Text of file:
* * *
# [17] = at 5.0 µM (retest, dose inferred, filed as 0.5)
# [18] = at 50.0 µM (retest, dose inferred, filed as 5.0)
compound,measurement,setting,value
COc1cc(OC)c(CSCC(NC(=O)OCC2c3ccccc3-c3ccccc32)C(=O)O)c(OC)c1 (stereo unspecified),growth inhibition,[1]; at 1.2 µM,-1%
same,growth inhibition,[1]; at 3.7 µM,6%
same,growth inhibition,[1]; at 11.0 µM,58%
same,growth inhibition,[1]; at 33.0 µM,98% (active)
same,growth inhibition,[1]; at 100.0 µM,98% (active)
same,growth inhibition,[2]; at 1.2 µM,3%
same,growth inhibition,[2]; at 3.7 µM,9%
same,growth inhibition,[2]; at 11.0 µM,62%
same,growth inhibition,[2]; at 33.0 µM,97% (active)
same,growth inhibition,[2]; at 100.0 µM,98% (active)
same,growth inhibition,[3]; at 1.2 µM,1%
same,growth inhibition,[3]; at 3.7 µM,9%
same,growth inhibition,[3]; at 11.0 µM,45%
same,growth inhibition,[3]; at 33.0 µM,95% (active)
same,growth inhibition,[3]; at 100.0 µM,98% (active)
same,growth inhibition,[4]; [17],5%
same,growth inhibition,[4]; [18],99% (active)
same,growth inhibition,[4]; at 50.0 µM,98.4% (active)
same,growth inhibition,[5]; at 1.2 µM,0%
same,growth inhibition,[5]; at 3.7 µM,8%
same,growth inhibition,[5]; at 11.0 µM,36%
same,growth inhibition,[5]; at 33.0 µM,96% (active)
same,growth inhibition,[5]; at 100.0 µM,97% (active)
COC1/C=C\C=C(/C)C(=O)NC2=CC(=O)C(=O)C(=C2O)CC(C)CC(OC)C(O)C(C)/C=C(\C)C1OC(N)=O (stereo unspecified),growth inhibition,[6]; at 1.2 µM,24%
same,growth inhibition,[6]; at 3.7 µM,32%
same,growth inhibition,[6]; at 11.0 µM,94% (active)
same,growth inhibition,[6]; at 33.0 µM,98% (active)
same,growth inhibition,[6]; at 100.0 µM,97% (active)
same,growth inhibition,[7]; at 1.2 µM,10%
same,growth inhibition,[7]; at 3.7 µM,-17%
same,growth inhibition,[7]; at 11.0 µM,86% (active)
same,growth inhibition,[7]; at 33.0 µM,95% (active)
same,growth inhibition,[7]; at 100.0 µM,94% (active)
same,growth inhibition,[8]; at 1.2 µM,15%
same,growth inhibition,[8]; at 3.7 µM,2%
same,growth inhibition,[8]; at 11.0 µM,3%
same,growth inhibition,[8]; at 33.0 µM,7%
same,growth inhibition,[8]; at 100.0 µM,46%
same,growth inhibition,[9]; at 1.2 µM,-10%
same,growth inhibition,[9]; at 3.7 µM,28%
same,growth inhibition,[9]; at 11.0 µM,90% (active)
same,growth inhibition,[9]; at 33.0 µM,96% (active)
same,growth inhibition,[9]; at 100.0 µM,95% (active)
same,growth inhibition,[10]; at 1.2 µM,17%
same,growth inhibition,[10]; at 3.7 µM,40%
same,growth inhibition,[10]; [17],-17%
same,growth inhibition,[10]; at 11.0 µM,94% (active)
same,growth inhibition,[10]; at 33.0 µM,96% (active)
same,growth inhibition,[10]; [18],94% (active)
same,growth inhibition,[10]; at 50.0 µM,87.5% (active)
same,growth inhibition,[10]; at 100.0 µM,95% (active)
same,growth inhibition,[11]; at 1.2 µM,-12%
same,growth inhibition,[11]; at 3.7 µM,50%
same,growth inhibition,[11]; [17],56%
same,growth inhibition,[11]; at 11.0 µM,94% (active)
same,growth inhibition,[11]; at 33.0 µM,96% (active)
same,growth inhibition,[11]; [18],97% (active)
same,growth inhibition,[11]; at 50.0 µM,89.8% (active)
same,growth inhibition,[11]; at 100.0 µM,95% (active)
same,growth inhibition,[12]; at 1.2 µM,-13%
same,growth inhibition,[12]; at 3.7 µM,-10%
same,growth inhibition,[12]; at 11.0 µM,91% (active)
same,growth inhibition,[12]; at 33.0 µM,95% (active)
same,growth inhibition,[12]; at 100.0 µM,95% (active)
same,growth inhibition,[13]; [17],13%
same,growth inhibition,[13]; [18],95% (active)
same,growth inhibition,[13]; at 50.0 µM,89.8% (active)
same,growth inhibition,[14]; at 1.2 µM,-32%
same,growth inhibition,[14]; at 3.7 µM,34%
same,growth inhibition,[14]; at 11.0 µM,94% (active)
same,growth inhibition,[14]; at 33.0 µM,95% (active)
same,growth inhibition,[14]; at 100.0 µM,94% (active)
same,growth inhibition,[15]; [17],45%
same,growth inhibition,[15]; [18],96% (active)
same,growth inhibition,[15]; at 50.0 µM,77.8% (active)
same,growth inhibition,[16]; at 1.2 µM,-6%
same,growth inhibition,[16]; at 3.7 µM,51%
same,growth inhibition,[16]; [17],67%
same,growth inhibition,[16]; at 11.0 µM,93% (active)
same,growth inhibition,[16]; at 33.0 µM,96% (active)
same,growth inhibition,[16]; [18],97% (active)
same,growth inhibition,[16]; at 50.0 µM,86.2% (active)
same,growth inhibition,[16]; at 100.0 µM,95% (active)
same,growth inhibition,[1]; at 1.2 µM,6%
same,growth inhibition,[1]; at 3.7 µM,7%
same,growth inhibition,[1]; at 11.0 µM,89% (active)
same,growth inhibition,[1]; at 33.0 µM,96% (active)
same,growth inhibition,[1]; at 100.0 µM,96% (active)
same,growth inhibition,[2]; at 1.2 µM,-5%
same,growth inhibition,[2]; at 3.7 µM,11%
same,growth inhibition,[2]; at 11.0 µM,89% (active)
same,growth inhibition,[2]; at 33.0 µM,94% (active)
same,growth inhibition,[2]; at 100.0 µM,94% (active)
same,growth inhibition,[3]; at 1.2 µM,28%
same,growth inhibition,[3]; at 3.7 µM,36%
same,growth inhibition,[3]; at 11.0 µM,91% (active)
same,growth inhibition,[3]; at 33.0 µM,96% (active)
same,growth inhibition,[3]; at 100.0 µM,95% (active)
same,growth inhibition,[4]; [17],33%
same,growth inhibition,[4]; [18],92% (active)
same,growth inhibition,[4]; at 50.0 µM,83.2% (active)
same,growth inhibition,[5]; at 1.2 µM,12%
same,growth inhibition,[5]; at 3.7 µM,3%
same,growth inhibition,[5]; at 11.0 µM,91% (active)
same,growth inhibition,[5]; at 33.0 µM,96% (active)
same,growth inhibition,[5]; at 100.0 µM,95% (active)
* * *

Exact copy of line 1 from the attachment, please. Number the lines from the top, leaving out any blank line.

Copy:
# [17] = at 5.0 µM (retest, dose inferred, filed as 0.5)